Wednesday, August 14, 2013
First lets gather up our materials needed for this simple project:
wire: 20 gauge/24 gauge
Pliers: wubbers (looping), flat head, cutters
jumbo craft stick
black polymer clay
This is a product made through the experimentation with different materials and processes, which is always interesting and provides a large amount of challenges for me. Check out my other Instructable projects, and website if you are intrigued.
Things you will need:
+ A watermelon or part thereof
+ A spoon
+ A craft knife
+ A small bowl for shaping
+ (ideally) warm dry air
+ some patience.
Optional: Oven, hair dryer, rice, plastic container.
Materials you will need: Double Bin Backpack Lanyard Scissors Package of Zip Ties Velcro High Strength Fabric Glue Ruler PVC Clear Vinyl Tubing Dental Floss or Fishing Line 550-cord or General Purpose Cord
Clockwise (more or less), starting from top left:
Varathane: a satin-finish water-based floor sealer that works nicely on cured polymer clay. It sells by the pint at hardware stores, but you can also get it here in smaller bottles: http://www.polymerclayexpress.com/
Kato Liquid Polyclay: Like regular clay, but in translucent liquid form. Cures hard and clear in the oven.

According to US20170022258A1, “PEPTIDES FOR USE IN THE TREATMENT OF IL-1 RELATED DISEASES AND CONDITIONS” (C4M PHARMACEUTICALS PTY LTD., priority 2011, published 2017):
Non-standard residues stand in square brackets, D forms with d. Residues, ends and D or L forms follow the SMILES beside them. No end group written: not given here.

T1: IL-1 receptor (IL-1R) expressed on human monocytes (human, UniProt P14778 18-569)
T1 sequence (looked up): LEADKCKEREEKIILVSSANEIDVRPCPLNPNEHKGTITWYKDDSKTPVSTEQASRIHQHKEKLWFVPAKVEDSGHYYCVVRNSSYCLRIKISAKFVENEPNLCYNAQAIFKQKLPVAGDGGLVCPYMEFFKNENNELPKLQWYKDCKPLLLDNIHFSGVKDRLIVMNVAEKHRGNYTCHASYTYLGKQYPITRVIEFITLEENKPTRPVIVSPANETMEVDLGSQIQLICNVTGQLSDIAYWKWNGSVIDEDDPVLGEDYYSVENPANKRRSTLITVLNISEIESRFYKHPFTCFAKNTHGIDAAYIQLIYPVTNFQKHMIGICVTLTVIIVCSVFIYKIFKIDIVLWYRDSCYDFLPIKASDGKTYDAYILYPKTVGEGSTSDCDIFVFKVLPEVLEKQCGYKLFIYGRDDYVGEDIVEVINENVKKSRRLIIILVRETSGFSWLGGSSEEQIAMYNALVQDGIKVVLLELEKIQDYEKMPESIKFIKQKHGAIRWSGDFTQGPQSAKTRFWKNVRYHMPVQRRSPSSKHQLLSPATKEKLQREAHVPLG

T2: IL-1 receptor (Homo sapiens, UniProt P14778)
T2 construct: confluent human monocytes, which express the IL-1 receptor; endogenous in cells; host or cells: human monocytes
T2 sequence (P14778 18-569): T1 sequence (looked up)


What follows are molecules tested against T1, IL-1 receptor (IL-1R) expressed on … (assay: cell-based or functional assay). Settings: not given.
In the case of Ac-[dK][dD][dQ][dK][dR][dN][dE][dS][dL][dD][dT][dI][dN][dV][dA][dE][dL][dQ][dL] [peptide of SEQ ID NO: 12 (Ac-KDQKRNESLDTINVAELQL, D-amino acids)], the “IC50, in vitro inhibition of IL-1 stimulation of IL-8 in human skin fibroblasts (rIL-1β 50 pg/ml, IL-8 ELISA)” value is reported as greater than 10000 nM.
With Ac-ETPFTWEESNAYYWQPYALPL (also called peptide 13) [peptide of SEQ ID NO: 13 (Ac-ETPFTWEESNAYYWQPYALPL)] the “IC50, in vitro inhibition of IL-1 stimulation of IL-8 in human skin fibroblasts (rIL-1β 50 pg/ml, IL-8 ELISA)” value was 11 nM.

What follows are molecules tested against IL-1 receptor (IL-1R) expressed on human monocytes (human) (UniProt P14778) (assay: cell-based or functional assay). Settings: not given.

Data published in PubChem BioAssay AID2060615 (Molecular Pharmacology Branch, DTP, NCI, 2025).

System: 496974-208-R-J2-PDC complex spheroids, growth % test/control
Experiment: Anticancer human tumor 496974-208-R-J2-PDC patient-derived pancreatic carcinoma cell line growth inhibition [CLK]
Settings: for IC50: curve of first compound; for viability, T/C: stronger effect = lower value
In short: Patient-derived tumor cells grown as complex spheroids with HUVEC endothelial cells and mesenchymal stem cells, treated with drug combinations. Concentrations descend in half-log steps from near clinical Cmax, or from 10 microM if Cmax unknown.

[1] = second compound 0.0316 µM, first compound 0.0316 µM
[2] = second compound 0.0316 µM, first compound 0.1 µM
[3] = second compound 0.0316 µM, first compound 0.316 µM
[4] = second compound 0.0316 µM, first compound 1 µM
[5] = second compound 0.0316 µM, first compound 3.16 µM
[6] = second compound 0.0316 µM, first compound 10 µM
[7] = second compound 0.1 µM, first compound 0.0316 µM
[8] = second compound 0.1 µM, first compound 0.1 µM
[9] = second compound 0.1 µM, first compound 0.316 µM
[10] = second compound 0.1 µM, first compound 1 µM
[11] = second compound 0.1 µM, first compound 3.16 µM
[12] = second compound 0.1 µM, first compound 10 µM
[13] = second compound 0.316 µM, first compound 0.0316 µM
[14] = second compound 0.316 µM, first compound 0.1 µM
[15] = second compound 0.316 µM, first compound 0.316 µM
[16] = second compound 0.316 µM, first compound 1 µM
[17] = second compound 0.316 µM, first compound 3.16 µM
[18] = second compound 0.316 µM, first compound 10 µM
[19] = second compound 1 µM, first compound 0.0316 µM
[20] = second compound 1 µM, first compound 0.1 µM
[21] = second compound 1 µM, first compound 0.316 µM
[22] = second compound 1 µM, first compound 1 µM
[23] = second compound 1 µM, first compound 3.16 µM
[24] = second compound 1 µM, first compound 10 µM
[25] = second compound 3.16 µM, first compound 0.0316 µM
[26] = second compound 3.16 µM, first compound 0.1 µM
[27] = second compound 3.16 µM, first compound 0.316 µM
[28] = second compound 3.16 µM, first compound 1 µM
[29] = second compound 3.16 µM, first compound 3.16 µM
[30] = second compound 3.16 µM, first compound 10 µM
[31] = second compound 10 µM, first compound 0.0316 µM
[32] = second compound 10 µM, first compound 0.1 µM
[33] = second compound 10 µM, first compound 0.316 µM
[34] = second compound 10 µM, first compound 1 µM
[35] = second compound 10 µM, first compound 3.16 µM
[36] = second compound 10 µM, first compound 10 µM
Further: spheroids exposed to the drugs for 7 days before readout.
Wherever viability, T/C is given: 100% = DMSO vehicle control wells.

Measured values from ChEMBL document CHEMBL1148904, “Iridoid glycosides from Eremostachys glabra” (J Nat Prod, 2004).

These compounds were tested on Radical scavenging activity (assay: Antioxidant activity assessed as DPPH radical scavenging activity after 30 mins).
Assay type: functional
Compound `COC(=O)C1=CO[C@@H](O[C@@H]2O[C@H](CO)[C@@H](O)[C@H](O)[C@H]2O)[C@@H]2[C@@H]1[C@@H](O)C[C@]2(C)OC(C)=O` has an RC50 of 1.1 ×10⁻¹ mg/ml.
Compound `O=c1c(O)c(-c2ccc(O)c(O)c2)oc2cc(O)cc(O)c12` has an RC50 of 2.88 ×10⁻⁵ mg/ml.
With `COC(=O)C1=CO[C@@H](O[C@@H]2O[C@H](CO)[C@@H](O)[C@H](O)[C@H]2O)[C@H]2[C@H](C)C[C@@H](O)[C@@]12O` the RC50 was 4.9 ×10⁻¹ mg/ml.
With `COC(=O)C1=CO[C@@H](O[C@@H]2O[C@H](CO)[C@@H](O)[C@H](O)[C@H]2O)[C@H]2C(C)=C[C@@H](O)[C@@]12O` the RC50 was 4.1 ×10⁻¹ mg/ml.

Kato Concentrate Clays (yellow, red): Also like regular clay, but with much higher pigment content. These are too brittle to use normally, but they work well for color tinting and other fun effects. More info at http://www.katopolyclay.com/
Detail brush: because it's the little things.
Sterling silver wire, 20ga (I think): I like to buy this from http://www.monsterslayer.com/. You can use other metals, but sterling is my favorite.
Wire cutters: for cutting wire.
Round nose pliers: for plying noses. I guess.
Tissue blade: Originally used for harvesting tissue from people, or corpses, or...hot dogs? (See for yourself: http://www.braintreesci.com/prodinfo.asp?number=BS-BLADES) They're also great for crafting, and they're sold in more reasonable quantities at crafting stores.
Rice-colored clay: this is my own mixture, a 30:1 mix (by volume) of translucent clay and white clay. I wouldn't recommend eyeballing the amounts, because slight variations in the mixture can result in weird-looking cured results. If you have a pasta machine, measuring is easy: roll out equal thickness sheets of both clay colors, then mark out the proper areas with a ruler (multiples of 30 cm^2 and 1 cm^2, respectively) and cut them out with the tissue blade. One more thing: this mixing ratio is for Premo Sculpey, because that's what I usually use. I'm not sure how it would differ with other brands.
Glass cutting board: Clay doesn't stick to it too much, and the flat surface is nice for precise cutting.
NOT PICTURED (sorry, guys):
Earrings hooks: because, well, we're making earrings. Cheap ones are available here, alongside many other great things: http://www.firemountaingems.com/
Jump rings: little wire rings for attaching the earrings. You can make these yourself if you're ambitious and/or thrifty.
Extra pliers: not strictly necessary, but really useful for opening jump rings.
Bristle brush: for texturing.
An oven: for curing the clay.